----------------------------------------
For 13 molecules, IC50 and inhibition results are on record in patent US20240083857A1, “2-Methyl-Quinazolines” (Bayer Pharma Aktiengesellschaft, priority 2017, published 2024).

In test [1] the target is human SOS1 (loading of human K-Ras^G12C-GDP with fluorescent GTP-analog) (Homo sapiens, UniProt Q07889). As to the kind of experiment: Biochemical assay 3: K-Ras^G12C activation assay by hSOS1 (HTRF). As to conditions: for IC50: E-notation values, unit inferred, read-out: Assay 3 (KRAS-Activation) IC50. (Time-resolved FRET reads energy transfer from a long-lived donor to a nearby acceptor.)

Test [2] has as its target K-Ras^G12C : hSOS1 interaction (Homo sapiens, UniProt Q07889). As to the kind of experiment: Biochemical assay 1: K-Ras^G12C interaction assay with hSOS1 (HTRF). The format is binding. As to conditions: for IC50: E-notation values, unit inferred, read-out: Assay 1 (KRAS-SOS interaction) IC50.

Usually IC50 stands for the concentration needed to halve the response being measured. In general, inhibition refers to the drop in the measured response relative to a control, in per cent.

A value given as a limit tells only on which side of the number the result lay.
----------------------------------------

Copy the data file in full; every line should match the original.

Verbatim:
For 13 molecules, IC50 and inhibition results are on record in patent US20240083857A1, “2-Methyl-Quinazolines” (Bayer Pharma Aktiengesellschaft, priority 2017, published 2024).

In test [1] the target is human SOS1 (loading of human K-Ras^G12C-GDP with fluorescent GTP-analog) (Homo sapiens, UniProt Q07889). As to the kind of experiment: Biochemical assay 3: K-Ras^G12C activation assay by hSOS1 (HTRF). As to conditions: for IC50: E-notation values, unit inferred, read-out: Assay 3 (KRAS-Activation) IC50. (Time-resolved FRET reads energy transfer from a long-lived donor to a nearby acceptor.)

Test [2] has as its target K-Ras^G12C : hSOS1 interaction (Homo sapiens, UniProt Q07889). As to the kind of experiment: Biochemical assay 1: K-Ras^G12C interaction assay with hSOS1 (HTRF). The format is binding. As to conditions: for IC50: E-notation values, unit inferred, read-out: Assay 1 (KRAS-SOS interaction) IC50.

Usually IC50 stands for the concentration needed to halve the response being measured. In general, inhibition refers to the drop in the measured response relative to a control, in per cent.

A value given as a limit tells only on which side of the number the result lay.